This is a courtesy translation by the BEA of the Final Report on the Safety Investigation published in February 2023. As accurate as the translation may be, the original text in French is the work of reference.
Note: the following information is principally based on the statement made by the pilot. This information has not been independently validated by the BEA.
History of the flight
The pilot carried out the first drop flight of the day. After take-off from unpaved runway 21, he climbed to FL 135 and dropped five parachutists. He then joined the circuit in which he was alone, to land. He configured the aeroplane for final: flaps to 10°, indicated airspeed 70 kt with no increase to the indicated airspeed on final approach (kve). He made a two-point landing after the flare. After the nose wheel touched down, during the deceleration phase, the pilot felt that the aeroplane’s nose dropped. He immediately shut down the turbine (“IDLE FEATHER CUT OFF”) before the propeller blades came into contact with the ground. Once the aeroplane had stopped on the runway, he exited the aeroplane and noted that the nose gear had collapsed forward and that the three propeller blades had touched the ground. The aeroplane was then hand-towed to the taxiway with the help of several parachutists.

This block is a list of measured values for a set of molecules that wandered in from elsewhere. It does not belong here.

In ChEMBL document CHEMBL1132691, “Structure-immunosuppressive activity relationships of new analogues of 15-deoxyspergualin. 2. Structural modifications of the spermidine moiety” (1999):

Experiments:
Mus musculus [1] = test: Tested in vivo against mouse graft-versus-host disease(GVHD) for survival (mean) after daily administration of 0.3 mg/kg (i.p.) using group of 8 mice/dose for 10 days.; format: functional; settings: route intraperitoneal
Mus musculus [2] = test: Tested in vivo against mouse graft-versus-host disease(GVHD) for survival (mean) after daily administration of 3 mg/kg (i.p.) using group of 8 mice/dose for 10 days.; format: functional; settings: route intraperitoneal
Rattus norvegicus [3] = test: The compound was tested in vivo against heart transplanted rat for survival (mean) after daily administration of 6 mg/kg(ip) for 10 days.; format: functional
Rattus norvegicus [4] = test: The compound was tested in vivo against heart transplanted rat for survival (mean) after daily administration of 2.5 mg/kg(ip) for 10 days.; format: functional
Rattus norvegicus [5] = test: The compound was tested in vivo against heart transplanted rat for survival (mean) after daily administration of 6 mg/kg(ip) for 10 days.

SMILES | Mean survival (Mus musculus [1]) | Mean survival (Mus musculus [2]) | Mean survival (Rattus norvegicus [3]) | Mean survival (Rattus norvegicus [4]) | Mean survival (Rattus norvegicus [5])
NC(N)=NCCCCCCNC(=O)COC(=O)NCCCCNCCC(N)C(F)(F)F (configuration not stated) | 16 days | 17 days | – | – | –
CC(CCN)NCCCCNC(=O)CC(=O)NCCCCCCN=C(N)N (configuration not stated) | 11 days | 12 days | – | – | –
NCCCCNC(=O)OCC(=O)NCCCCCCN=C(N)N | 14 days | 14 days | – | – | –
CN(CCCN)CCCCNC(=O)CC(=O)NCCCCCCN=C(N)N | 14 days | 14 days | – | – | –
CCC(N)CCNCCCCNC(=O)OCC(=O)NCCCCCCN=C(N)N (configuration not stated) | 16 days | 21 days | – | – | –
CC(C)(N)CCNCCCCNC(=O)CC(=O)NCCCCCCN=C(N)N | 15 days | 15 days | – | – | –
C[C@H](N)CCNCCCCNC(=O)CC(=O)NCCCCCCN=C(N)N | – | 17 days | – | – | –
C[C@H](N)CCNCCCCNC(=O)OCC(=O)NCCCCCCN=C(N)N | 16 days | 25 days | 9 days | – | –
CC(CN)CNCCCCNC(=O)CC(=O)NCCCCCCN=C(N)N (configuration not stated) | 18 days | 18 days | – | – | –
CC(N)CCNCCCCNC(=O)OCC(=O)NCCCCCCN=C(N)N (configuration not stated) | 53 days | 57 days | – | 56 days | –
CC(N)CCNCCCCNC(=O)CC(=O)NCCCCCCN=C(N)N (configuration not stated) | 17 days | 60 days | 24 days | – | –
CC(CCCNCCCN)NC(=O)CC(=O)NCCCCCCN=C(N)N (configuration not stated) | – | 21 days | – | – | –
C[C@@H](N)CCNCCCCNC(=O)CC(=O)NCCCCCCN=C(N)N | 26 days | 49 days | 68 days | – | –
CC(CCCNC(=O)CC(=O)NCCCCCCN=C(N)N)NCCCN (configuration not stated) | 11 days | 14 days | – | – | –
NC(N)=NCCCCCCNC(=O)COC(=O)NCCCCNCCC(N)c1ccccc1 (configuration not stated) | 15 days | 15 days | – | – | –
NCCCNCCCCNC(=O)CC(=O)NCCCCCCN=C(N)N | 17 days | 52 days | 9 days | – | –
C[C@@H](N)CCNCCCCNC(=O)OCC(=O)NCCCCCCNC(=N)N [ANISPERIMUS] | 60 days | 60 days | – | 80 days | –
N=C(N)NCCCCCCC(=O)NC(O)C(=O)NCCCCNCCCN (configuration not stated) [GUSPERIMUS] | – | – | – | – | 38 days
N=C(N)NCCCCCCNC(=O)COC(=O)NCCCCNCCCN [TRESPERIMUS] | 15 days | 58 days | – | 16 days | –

The aeroplane was the property of ICARIUS, based at Nancy airport. The company mandated 2SAVIA to lease out its aircraft. 2SAVIA sub-lease this aeroplane to the Lens parachute school.
The manager of 2SAVIA indicated that there are only three C206 models in France, all used for parachute drops. He added that he had trained the pilot on the C206 after he gave him a lesson on the differences between the C208 and the C206. The aeroplane rolled out of the workshop two years ago, fully renovated.
Examinations carried out
The ICARIUS technical department found that the rear attaching bolt of the nose gear retaining rod had ruptured (item 6 in Figure 1), which explained the collapse of the nose gear.
This rupture could have been caused by one on several hard landings which put significant stress on this bolt.
Figure 1: nose gear diagram